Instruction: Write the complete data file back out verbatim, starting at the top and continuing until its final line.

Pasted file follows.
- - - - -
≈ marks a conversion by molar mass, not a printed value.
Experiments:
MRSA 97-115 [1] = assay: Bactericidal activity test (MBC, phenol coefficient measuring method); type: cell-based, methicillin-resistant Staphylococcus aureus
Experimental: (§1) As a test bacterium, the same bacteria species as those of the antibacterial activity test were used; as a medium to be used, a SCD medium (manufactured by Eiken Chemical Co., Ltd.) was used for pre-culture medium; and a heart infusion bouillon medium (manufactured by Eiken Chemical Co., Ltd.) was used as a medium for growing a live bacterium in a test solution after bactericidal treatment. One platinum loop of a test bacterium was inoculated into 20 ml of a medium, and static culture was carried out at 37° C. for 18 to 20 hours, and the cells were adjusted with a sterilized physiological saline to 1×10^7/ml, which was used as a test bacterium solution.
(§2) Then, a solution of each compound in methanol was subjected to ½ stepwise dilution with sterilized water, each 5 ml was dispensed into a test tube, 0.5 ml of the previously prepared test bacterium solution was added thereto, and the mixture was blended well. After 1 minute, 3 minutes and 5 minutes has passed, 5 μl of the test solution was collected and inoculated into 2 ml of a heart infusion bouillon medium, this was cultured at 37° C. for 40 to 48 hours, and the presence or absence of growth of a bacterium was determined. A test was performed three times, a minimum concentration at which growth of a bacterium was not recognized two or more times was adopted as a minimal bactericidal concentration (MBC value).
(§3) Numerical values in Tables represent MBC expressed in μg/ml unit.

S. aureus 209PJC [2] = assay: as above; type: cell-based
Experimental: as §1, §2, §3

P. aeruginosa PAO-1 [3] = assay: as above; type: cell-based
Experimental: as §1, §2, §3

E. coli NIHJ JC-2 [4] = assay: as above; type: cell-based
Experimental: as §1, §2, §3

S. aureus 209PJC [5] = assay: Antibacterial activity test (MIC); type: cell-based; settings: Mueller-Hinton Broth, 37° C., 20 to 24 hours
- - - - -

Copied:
≈ marks a conversion by molar mass, not a printed value.
Experiments:
MRSA 97-115 [1] = assay: Bactericidal activity test (MBC, phenol coefficient measuring method); type: cell-based, methicillin-resistant Staphylococcus aureus
Experimental: (§1) As a test bacterium, the same bacteria species as those of the antibacterial activity test were used; as a medium to be used, a SCD medium (manufactured by Eiken Chemical Co., Ltd.) was used for pre-culture medium; and a heart infusion bouillon medium (manufactured by Eiken Chemical Co., Ltd.) was used as a medium for growing a live bacterium in a test solution after bactericidal treatment. One platinum loop of a test bacterium was inoculated into 20 ml of a medium, and static culture was carried out at 37° C. for 18 to 20 hours, and the cells were adjusted with a sterilized physiological saline to 1×10^7/ml, which was used as a test bacterium solution.
(§2) Then, a solution of each compound in methanol was subjected to ½ stepwise dilution with sterilized water, each 5 ml was dispensed into a test tube, 0.5 ml of the previously prepared test bacterium solution was added thereto, and the mixture was blended well. After 1 minute, 3 minutes and 5 minutes has passed, 5 μl of the test solution was collected and inoculated into 2 ml of a heart infusion bouillon medium, this was cultured at 37° C. for 40 to 48 hours, and the presence or absence of growth of a bacterium was determined. A test was performed three times, a minimum concentration at which growth of a bacterium was not recognized two or more times was adopted as a minimal bactericidal concentration (MBC value).
(§3) Numerical values in Tables represent MBC expressed in μg/ml unit.

S. aureus 209PJC [2] = assay: as above; type: cell-based
Experimental: as §1, §2, §3

P. aeruginosa PAO-1 [3] = assay: as above; type: cell-based
Experimental: as §1, §2, §3

E. coli NIHJ JC-2 [4] = assay: as above; type: cell-based
Experimental: as §1, §2, §3

S. aureus 209PJC [5] = assay: Antibacterial activity test (MIC); type: cell-based; settings: Mueller-Hinton Broth, 37° C., 20 to 24 hours